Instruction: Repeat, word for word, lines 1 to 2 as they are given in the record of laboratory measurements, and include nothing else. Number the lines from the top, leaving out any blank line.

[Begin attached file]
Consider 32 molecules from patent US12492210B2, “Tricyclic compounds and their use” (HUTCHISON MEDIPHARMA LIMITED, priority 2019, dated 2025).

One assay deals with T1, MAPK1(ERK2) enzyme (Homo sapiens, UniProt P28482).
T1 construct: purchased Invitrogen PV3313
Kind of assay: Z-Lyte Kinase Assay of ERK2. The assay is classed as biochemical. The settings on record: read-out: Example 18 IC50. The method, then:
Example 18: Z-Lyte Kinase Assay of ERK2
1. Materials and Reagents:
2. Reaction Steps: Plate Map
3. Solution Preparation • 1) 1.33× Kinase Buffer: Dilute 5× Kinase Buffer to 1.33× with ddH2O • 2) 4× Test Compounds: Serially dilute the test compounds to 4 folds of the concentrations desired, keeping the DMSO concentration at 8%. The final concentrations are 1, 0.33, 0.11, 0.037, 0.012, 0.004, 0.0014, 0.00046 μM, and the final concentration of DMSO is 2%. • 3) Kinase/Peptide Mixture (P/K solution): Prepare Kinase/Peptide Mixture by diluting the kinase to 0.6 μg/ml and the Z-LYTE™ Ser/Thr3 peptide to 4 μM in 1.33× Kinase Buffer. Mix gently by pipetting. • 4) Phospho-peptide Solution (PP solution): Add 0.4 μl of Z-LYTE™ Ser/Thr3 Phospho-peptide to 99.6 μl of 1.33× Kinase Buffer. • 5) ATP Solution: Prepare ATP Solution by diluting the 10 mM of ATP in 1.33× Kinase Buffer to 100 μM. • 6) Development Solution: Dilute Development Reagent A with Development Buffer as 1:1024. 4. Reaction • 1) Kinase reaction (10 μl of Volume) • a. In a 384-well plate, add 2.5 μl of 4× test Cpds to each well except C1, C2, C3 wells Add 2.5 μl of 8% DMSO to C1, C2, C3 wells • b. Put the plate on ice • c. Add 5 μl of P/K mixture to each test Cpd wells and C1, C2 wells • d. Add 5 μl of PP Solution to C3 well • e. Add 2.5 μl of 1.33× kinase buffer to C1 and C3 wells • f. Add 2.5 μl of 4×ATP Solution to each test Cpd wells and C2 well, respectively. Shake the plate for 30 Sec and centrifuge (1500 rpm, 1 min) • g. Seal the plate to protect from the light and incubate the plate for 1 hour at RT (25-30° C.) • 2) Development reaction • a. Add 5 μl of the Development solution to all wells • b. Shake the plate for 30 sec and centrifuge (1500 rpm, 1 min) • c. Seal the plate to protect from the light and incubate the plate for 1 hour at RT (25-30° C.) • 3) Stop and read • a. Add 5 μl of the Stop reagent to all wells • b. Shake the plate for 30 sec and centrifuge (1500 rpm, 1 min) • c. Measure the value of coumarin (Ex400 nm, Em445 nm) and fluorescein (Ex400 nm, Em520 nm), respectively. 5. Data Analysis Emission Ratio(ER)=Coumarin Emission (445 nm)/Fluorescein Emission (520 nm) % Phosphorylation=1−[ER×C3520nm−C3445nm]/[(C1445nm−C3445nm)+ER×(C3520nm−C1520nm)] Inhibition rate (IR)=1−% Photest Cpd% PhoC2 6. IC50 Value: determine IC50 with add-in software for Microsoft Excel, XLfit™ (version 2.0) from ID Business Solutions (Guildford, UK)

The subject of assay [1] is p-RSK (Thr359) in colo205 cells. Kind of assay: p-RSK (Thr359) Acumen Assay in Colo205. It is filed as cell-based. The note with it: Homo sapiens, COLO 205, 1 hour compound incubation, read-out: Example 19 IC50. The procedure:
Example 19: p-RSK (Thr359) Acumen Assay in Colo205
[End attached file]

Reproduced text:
Consider 32 molecules from patent US12492210B2, “Tricyclic compounds and their use” (HUTCHISON MEDIPHARMA LIMITED, priority 2019, dated 2025).

One assay deals with T1, MAPK1(ERK2) enzyme (Homo sapiens, UniProt P28482).